5 The main financial statements
To summarise from the previous discussions, the financial statements comprise:
The income statement or profit and loss statement, which shows income, less costs/expenses for an accounting period. Where income exceeds expenses, a profit or surplus arises. Where costs/expenses exceed income, a loss or deficit arises.
The balance sheet, which is a ‘snapshot’ of assets and liabilities at a moment in time – the end of the accounting period. The end of the accounting period is also often referred to as the ‘accounting reference date’, ‘balance sheet date’ or ‘closing date’.
To the above, we must also add:
The cash flow statement . There is a requirement for certain business entities, namely companies, to provide a cash flow statement to show movements in cash over the period covered by the income statement. This cash flow statement is considered by entities required to provide it as a third financial statement in addition to the income statement and balance sheet. The cash flow statement will be discussed later in this course when you learn about company financial statements, and examples will be given there.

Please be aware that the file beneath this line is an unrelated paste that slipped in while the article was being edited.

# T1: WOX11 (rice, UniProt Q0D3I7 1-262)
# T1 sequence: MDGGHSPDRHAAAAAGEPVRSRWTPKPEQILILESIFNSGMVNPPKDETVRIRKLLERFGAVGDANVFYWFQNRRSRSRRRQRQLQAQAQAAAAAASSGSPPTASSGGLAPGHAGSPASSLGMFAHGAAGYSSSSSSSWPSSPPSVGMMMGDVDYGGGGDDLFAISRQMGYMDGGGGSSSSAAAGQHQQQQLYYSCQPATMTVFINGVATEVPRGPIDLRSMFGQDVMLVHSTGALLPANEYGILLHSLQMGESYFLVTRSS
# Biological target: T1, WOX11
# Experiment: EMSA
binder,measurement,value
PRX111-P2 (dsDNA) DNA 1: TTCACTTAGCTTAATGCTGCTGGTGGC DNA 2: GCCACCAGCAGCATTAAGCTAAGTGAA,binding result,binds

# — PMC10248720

If you look at any income statement and/or balance sheet for an entity, you will find that they are generally accompanied by a set of notes to the financial statements which provide further information, explanation or analyses, which are more conveniently shown separately from the main statements.
‘Profit’ and ‘cash’ are not the same thing, although profit commonly becomes cash in time. It is important for a business to generate both – profit to stay in business in the longer term and cash to be able to pay bills and liabilities as they fall due.